Notice of the Letters of Robert Morris

Notice of the Letters of Robert Morris
The volume containing Mr. Morris's public letters is, we believe, a gratuitous addition to the work made by Mr. Sparks, none of the correspondence of that great man remaining in the archives of the government, but having been obtained from private sources. It is full of interest, and deserves more minute illustration than we can now give to it. In Mr. Morris we recognize the most distinguished of the great patriots that Pennsylvania produced, the fellow of Dickinson, of Reed and Thomson, the man of whom the high praise has been pronounced that the cause of the Revolution owed more to him than to any other, with a single exception.

The spectacle which our government now presents of an extensive confederated republic, scarcely emerging from an in-fancy that has survived two wars, and yet left by the extinction of its debt to the independent employment of its own vast resources, is the appropriate theme of exultation, the object of reasonable self complacency; but how poor is the praise of those who have sustained the financial reputation which has produced this state of things, in comparison with the just eulogy of him, who, in the darkest and gloomiest period of our history, called that credit into being.

The struggle which resulted in the establishment of Robert Morris's fame on a basis that will endure as long as the re-public lasts, was the struggle between the power of a mind of unrivalled capacity, and the force of unpropitious circumstances, under which an intellectual and moral constitution of lean vigour mast have sunk. Moral integrity and a determined reliance on the judgment that posterity would pronounce, perfect indifference to suspicions he knew to be groundless, and scorn of the imputations his conscience repudiated, were characteristic elements which never failed him, and that enabled him to perform triumphantly the great work intrusted to his care.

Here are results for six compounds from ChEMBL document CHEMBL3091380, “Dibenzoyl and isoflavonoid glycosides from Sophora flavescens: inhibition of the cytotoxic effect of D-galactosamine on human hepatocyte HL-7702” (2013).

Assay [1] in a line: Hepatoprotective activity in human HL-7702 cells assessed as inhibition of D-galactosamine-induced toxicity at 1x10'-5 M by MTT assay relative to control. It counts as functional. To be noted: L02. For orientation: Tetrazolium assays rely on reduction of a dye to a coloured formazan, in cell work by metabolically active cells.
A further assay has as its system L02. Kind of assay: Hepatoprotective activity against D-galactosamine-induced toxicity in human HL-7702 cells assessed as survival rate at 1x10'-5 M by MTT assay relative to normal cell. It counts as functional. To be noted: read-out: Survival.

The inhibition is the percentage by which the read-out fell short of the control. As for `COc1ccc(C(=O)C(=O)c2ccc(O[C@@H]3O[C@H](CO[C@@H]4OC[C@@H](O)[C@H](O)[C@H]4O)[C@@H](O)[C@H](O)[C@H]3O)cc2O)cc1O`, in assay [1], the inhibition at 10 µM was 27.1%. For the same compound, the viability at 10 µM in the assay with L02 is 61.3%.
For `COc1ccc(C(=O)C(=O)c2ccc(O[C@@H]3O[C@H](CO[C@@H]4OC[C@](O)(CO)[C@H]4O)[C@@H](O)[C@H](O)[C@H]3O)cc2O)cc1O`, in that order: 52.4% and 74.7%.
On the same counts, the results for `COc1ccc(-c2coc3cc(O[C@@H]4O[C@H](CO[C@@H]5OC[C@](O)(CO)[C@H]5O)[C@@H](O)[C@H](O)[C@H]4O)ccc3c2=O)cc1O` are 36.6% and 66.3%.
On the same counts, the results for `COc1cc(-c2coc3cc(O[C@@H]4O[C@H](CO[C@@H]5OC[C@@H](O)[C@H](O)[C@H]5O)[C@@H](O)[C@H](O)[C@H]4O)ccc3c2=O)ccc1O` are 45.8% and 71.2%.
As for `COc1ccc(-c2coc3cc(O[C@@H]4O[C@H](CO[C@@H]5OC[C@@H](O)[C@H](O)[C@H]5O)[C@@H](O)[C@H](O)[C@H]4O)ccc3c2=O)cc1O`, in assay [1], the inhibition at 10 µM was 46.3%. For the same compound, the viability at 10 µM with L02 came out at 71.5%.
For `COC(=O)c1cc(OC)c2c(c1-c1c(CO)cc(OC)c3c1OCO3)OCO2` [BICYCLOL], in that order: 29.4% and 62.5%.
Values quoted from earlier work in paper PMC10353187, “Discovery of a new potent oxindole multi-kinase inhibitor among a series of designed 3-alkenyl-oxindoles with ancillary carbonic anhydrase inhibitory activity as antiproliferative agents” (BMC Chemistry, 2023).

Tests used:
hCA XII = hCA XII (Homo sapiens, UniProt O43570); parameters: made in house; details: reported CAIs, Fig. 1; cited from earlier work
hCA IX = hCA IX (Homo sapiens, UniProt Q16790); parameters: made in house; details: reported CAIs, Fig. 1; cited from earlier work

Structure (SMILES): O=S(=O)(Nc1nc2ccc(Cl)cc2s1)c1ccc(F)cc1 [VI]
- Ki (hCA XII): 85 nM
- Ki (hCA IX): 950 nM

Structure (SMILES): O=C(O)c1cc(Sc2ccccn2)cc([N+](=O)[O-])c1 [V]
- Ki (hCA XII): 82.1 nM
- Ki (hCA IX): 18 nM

The letters contained in the eleventh and twelfth volume of Mr. Sparks's work, are strongly illustrative of Mr. Morris's character and services, and would in themselves form the appropriate subject of elaborate review. It certainly is not our intention to disparage them by an incidental notice. We will, however, content ourselves now, with refer-ring to the dates of one or two of Mr. Morris's official letters, which, on the perusal, struck us as most interesting and important, and which alone will justify higher praise than we have bestowed on his intellectual merits. We may specify the letters of the 5th November 1781, to Congress, on the state quotas; those of the 18th December 1781, and 16th May 1782, to the Governors of the States on the same subject; and the two letters to Congress of 17th January, and 29th July, 1782, on the currency and the funding system.

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